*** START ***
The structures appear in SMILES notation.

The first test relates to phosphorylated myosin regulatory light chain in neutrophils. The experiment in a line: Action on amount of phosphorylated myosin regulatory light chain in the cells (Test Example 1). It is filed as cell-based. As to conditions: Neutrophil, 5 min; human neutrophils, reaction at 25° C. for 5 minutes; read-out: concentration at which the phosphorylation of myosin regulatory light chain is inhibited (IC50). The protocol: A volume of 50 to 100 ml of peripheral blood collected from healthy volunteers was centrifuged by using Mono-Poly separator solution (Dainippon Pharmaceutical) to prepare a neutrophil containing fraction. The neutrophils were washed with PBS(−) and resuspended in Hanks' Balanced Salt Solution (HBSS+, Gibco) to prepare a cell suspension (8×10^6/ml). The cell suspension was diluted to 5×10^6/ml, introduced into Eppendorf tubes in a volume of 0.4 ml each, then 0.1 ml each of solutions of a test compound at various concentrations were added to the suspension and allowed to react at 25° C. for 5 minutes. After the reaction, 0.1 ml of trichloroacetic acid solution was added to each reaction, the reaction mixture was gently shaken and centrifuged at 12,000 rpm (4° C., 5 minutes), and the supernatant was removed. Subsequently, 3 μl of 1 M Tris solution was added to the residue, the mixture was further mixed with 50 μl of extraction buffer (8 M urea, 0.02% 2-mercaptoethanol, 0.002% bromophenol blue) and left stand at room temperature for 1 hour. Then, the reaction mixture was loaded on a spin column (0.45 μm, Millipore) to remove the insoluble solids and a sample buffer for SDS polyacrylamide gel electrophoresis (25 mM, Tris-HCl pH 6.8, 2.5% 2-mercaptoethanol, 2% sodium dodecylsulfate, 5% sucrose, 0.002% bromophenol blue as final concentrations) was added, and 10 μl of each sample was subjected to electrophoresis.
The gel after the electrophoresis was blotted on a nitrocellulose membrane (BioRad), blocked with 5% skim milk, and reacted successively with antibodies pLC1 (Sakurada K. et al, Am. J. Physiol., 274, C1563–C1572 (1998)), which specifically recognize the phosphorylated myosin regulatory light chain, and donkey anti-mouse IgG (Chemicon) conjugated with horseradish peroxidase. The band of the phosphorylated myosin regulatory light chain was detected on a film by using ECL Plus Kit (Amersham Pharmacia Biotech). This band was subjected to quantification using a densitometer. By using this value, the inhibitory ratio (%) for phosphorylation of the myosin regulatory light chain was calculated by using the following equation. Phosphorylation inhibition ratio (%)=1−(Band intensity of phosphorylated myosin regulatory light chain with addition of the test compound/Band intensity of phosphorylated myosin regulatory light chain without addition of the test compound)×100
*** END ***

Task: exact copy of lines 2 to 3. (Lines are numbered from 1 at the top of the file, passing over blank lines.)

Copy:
The first test relates to phosphorylated myosin regulatory light chain in neutrophils. The experiment in a line: Action on amount of phosphorylated myosin regulatory light chain in the cells (Test Example 1). It is filed as cell-based. As to conditions: Neutrophil, 5 min; human neutrophils, reaction at 25° C. for 5 minutes; read-out: concentration at which the phosphorylation of myosin regulatory light chain is inhibited (IC50). The protocol: A volume of 50 to 100 ml of peripheral blood collected from healthy volunteers was centrifuged by using Mono-Poly separator solution (Dainippon Pharmaceutical) to prepare a neutrophil containing fraction. The neutrophils were washed with PBS(−) and resuspended in Hanks' Balanced Salt Solution (HBSS+, Gibco) to prepare a cell suspension (8×10^6/ml). The cell suspension was diluted to 5×10^6/ml, introduced into Eppendorf tubes in a volume of 0.4 ml each, then 0.1 ml each of solutions of a test compound at various concentrations were added to the suspension and allowed to react at 25° C. for 5 minutes. After the reaction, 0.1 ml of trichloroacetic acid solution was added to each reaction, the reaction mixture was gently shaken and centrifuged at 12,000 rpm (4° C., 5 minutes), and the supernatant was removed. Subsequently, 3 μl of 1 M Tris solution was added to the residue, the mixture was further mixed with 50 μl of extraction buffer (8 M urea, 0.02% 2-mercaptoethanol, 0.002% bromophenol blue) and left stand at room temperature for 1 hour. Then, the reaction mixture was loaded on a spin column (0.45 μm, Millipore) to remove the insoluble solids and a sample buffer for SDS polyacrylamide gel electrophoresis (25 mM, Tris-HCl pH 6.8, 2.5% 2-mercaptoethanol, 2% sodium dodecylsulfate, 5% sucrose, 0.002% bromophenol blue as final concentrations) was added, and 10 μl of each sample was subjected to electrophoresis.
The gel after the electrophoresis was blotted on a nitrocellulose membrane (BioRad), blocked with 5% skim milk, and reacted successively with antibodies pLC1 (Sakurada K. et al, Am. J. Physiol., 274, C1563–C1572 (1998)), which specifically recognize the phosphorylated myosin regulatory light chain, and donkey anti-mouse IgG (Chemicon) conjugated with horseradish peroxidase. The band of the phosphorylated myosin regulatory light chain was detected on a film by using ECL Plus Kit (Amersham Pharmacia Biotech). This band was subjected to quantification using a densitometer. By using this value, the inhibitory ratio (%) for phosphorylation of the myosin regulatory light chain was calculated by using the following equation. Phosphorylation inhibition ratio (%)=1−(Band intensity of phosphorylated myosin regulatory light chain with addition of the test compound/Band intensity of phosphorylated myosin regulatory light chain without addition of the test compound)×100